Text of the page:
Earlier, on Jan. 31, the Oakland City Council voted to set up a $300,000 fund over two years, to support a “rapid response network” of 12 organizations to help families threatened with separation who can’t afford legal representation. Oakland is already a sanctuary city.

The surrounding county, Alameda County – also a sanctuary – followed suit a week later by earmarking $750,000 for its Social Services Committee to use to defend immigrants and refugees. The appropriation will be matched by an anonymous donor, giving the county $1.5 million for the purpose. Board President Wilma Chan noted that 30 percent of county residents were born outside the U.S., and a quarter of them remain undocumented.

The county’s decision followed the actions taken in late December by the county and city of Los Angeles to join with private foundations in establishing a $10 million fund to defend immigrants facing deportation. An estimated 815,000 undocumented people currently live in LA County.

Also this week, the state’s new Attorney General, Xavier Becerra, joined with attorneys-general from 15 other states in filing a “friend-of-the-court” brief with the Ninth Circuit Court of Appeals, stating that the president’s temporary restrictions on travel from seven largely Muslim countries “has inflicted and continues to inflict harm on state colleges and universities around the country” that depend on faculty and students from other countries. All the attorneys-general signing the brief are Democrats, while seven come from states with Republican governors.

The Ninth Circuit Court is now considering Washington state and Minnesota’s challenge to President Trump’s executive order, with a ruling expected later this week.

In their brief, the attorneys-general charged that the president’s order “abruptly” barring many tourists and students from coming to the 15 states has “directly and immediately” cut revenues to state academic institutions and tax authorities.

Tech companies such as eBay, Apple and Google – all major players in California’s economy – are saying in their briefs that the order makes it harder for their companies to attract talent, increases their business costs, makes it harder for U.S. companies to compete internationally, and encourages international companies to build facilities and hire workers outside the U.S.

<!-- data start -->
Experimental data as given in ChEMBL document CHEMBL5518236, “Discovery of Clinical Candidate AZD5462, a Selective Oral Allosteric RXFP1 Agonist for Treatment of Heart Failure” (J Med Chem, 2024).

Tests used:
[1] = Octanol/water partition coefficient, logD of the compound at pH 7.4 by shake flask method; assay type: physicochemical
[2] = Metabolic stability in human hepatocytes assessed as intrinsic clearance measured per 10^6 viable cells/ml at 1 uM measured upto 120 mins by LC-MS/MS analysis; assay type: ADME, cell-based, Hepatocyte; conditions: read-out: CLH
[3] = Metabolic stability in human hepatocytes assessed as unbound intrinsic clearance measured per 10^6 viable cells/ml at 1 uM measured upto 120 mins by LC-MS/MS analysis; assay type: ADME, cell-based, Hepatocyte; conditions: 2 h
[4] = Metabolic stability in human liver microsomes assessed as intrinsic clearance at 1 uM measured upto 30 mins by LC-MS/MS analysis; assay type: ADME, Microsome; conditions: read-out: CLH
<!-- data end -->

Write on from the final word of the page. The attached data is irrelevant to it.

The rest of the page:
California school districts have also joined the fray. State Superintendent of Public Instruction Tom Torlakson is calling on districts around the state to declare they are “safe havens” for immigrant children.

Torlakson emphasized that California schools welcome all students “regardless of their heritage, religion, ethnicity, background, disability or sexual orientation.” Calling diversity “California’s strength,” he added, “We do not just welcome diversity, we celebrate it.”

Among the districts already declaring their support for immigrant students are Los Angeles, San Bernardino, Sacramento, Stockton, San Francisco and Oakland, while San Jose, Riverside, Long Beach and Fremont are expected to submit resolutions to their boards for approval.

In a Feb. 5 interview with Fox News’ Bill O’Reilly, Trump reacted to these developments by threatening to defund “out-of-control” California. His charges were met with separate statements from the heads of the two houses of the state legislature, both pointing to the size of the state’s economy and emphasizing California’s vital role in the national economy.

Senate President Pro Tem Kevin de Leόn, D-Los Angeles, called the threat “not only unconstitutional but emblematic of the cruelty he seeks to impose on our most vulnerable communities.” He noted that Californians contribute more to the national government than the state gets in return, and warned that sanctions on the state would have nationwide consequences.

Assembly Speaker Anthony Rendon, D-Paramount, called on other states to be similarly “out-of-control.”

Governor Jerry Brown, a Democrat, is also on record saying the state “may be called upon to defend” legislation passed in recent years to protect immigrants, and “defend them we will.”

Meanwhile, emphasizing the importance of California’s longstanding cross-border relationships,
San Diego’s Mayor Kevin Faulconer, a Republican, held a joint news conference with Mayor Juan Manuel Gastélum of the Mexican city of Tijuana, on the other side of the country’s busiest border crossing.

While not mentioning the president’s statements, the two emphasized the importance of their cities’ longstanding collaboration, which involves many functions.

Tijuana’s mayor pointed to the need to “keep the momentum strong,” while Faulconer told how international trade and investment have brought over 110,000 jobs to his city.

The mayors are among many along the U.S.-Mexico border who have come together in recent days to emphasize the importance of their cross-border relationships.

Via People’s World